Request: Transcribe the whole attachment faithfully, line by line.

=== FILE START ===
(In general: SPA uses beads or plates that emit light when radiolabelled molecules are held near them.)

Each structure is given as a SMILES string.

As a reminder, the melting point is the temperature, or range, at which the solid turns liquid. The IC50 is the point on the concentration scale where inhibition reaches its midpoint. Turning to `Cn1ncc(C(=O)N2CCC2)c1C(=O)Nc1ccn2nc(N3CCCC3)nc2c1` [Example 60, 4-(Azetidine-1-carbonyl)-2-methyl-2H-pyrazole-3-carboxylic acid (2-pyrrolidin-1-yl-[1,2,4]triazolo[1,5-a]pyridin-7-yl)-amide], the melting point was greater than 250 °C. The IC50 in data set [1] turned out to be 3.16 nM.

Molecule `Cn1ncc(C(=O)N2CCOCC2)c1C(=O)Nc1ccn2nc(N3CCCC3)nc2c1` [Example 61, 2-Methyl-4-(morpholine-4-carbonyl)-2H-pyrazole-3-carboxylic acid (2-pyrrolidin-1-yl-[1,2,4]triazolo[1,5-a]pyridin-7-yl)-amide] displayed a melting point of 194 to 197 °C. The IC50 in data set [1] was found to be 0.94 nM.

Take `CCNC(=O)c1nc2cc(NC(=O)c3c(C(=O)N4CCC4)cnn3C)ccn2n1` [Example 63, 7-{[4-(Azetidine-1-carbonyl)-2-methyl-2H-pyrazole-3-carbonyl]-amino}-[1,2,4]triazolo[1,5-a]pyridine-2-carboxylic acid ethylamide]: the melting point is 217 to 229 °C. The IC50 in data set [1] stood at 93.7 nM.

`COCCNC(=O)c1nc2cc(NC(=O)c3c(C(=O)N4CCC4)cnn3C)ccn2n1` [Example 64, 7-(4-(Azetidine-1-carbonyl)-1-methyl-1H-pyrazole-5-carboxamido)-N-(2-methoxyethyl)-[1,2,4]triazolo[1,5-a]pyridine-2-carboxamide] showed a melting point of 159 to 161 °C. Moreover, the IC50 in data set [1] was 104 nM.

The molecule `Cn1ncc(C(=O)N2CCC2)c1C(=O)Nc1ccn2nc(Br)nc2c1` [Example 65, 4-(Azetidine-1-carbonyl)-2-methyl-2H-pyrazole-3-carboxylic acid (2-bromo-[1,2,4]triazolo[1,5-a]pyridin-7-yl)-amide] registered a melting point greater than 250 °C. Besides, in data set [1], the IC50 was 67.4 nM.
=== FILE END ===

(In general: SPA uses beads or plates that emit light when radiolabelled molecules are held near them.)

Each structure is given as a SMILES string.

As a reminder, the melting point is the temperature, or range, at which the solid turns liquid. The IC50 is the point on the concentration scale where inhibition reaches its midpoint. Turning to `Cn1ncc(C(=O)N2CCC2)c1C(=O)Nc1ccn2nc(N3CCCC3)nc2c1` [Example 60, 4-(Azetidine-1-carbonyl)-2-methyl-2H-pyrazole-3-carboxylic acid (2-pyrrolidin-1-yl-[1,2,4]triazolo[1,5-a]pyridin-7-yl)-amide], the melting point was greater than 250 °C. The IC50 in data set [1] turned out to be 3.16 nM.

Molecule `Cn1ncc(C(=O)N2CCOCC2)c1C(=O)Nc1ccn2nc(N3CCCC3)nc2c1` [Example 61, 2-Methyl-4-(morpholine-4-carbonyl)-2H-pyrazole-3-carboxylic acid (2-pyrrolidin-1-yl-[1,2,4]triazolo[1,5-a]pyridin-7-yl)-amide] displayed a melting point of 194 to 197 °C. The IC50 in data set [1] was found to be 0.94 nM.

Take `CCNC(=O)c1nc2cc(NC(=O)c3c(C(=O)N4CCC4)cnn3C)ccn2n1` [Example 63, 7-{[4-(Azetidine-1-carbonyl)-2-methyl-2H-pyrazole-3-carbonyl]-amino}-[1,2,4]triazolo[1,5-a]pyridine-2-carboxylic acid ethylamide]: the melting point is 217 to 229 °C. The IC50 in data set [1] stood at 93.7 nM.

`COCCNC(=O)c1nc2cc(NC(=O)c3c(C(=O)N4CCC4)cnn3C)ccn2n1` [Example 64, 7-(4-(Azetidine-1-carbonyl)-1-methyl-1H-pyrazole-5-carboxamido)-N-(2-methoxyethyl)-[1,2,4]triazolo[1,5-a]pyridine-2-carboxamide] showed a melting point of 159 to 161 °C. Moreover, the IC50 in data set [1] was 104 nM.

The molecule `Cn1ncc(C(=O)N2CCC2)c1C(=O)Nc1ccn2nc(Br)nc2c1` [Example 65, 4-(Azetidine-1-carbonyl)-2-methyl-2H-pyrazole-3-carboxylic acid (2-bromo-[1,2,4]triazolo[1,5-a]pyridin-7-yl)-amide] registered a melting point greater than 250 °C. Besides, in data set [1], the IC50 was 67.4 nM.